I receive a TCU alumni magazine from time to time, and it contains information about current Hornedfrogs and how they are impacting the world. It usually has some pertinent information about sports on campus and how TCU is transitioning into the Big 12 conference. There was a very interesting spread in the spring 2013 edition that I wanted to share with my kayak fishing brethren because it affects us all that are on the water, and I am proud of my fellow TCU alumni for making strides to protect the forest and waters that we love.
I am not going to quote the entire article, but I would like to share what I thought to be the highlights and a general outlook of the information contained in the article. I am also going to include a link to the full article at the bottom of the page so that you can read it in full.
TCU researchers and scientist set off to investigate mercury contamination levels in many Texas lakes. They started their massive undertaking in 2004 at a place where many of us have been and one of the most beautiful lakes in our state, Caddo Lake. What they have found so far is nerve rattling to say the least. Mercury contamination is some fish and invertebrates are at dangerous levels in a six state study area. Many of these bodies of water should have posted contamination warnings, but don’t. Lawmakers are not sufficiently informed about the high levels of contamination in the wildlife because mercury monitoring programs are nonexistent. Matt Chumchal (class of 03) says, “Although the oil spill (referring to British Petroleum spill of 2010) was an environmental disaster, it is small compared to the current mercury problem in our region of the south central U.S. The area covered by high mercury contamination levels in fish is much larger than the oil spill. While the effects of the oil spill are diminishing, the mercury is not going away. It’s not only bigger in geographic scale, it will last a lot longer.”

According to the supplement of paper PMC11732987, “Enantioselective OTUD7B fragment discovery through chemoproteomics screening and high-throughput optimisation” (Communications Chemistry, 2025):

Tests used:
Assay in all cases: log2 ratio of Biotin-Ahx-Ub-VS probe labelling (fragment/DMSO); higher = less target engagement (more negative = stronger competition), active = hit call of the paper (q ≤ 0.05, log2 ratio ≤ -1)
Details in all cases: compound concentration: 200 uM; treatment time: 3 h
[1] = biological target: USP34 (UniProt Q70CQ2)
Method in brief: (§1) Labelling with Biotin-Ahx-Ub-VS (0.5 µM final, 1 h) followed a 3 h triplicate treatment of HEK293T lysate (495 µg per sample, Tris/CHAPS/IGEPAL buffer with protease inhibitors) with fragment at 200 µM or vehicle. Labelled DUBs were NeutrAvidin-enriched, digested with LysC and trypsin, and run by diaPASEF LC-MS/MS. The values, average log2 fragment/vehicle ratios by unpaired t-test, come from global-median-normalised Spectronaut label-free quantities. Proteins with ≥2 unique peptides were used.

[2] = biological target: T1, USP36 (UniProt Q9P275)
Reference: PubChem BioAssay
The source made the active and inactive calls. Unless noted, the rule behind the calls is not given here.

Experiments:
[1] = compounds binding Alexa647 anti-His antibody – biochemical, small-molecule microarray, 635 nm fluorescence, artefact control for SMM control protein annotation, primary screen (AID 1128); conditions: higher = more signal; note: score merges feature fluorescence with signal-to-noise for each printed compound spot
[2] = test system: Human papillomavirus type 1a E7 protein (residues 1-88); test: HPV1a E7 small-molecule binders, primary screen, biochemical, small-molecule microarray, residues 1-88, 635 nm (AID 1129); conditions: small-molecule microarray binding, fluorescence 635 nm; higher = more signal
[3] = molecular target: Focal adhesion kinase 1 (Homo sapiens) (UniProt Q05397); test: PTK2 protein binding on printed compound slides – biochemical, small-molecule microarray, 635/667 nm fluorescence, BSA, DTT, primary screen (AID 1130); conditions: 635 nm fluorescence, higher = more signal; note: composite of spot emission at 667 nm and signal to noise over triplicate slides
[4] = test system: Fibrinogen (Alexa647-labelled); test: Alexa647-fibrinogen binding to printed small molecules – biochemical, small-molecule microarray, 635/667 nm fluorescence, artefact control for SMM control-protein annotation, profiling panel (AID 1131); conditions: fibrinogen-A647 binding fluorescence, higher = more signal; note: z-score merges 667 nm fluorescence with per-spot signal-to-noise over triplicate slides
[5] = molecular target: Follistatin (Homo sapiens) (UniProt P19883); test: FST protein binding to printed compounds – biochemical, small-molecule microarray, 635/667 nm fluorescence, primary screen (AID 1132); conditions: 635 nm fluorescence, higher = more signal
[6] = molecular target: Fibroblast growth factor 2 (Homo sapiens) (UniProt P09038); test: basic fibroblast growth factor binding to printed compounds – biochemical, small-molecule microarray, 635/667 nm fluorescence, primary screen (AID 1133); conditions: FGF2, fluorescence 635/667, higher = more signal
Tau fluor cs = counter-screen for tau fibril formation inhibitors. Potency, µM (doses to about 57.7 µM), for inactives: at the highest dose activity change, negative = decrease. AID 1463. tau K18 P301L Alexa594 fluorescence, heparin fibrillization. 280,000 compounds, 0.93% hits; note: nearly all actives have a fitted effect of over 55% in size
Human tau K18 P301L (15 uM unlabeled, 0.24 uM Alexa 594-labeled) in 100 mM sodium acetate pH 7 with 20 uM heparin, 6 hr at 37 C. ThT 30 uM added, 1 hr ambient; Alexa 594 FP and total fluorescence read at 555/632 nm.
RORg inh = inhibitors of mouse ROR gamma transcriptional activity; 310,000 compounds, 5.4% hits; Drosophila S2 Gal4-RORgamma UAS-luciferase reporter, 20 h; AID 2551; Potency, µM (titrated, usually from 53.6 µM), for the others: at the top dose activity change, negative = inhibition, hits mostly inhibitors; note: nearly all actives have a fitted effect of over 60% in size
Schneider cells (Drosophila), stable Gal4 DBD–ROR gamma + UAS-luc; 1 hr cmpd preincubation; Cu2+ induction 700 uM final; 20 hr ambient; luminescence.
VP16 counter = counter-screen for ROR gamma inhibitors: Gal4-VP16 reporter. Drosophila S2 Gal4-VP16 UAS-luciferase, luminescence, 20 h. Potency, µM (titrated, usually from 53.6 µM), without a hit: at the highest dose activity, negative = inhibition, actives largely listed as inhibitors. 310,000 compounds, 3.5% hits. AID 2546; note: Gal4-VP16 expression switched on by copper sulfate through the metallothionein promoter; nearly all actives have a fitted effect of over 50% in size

Chumchal says that he chose Caddo Lake because of its diversity of aquatic species. He has been collecting fish from Caddo and shipping them back to TCU’s Aquatic Ecology Lab in Ft. Worth. Two years later , after testing more than 1,000 fish, they have identified many factors previously unknown including; species, size, and age determine how contaminated a fish is.
I found it interesting that they also studied many ponds in the grasslands near Ft. Worth and they discovered that these ponds do not contain fish but the massive amounts of insects in them are loaded with high mercury levels. These little ponds have very little water but the big concern is what happens when water in flooded into these small ponds? What kind of damage will this cause? The research looks not only at fish contamination levels but also the insects they eat and the potential risk to humans, birds, and other wildlife that thrive in these areas.
TCU biology professor Ray Drenner says, “This is the title of a talk I want to give: Mercury in the South Central U.S.: When are we going to wake up?” He says, “Seriously. The southern part of the U.S. has the highest biodiversity of fresh-water fish in the world, and some of the highest mercury levels in the country. We have wonderful fish resources that are so contaminated with mercury they pose a serious health risk to humans and wildlife. We need to do whatever we can to identify the sources of this mercury to protect these irreplaceable resources. That’s why we do what we do.”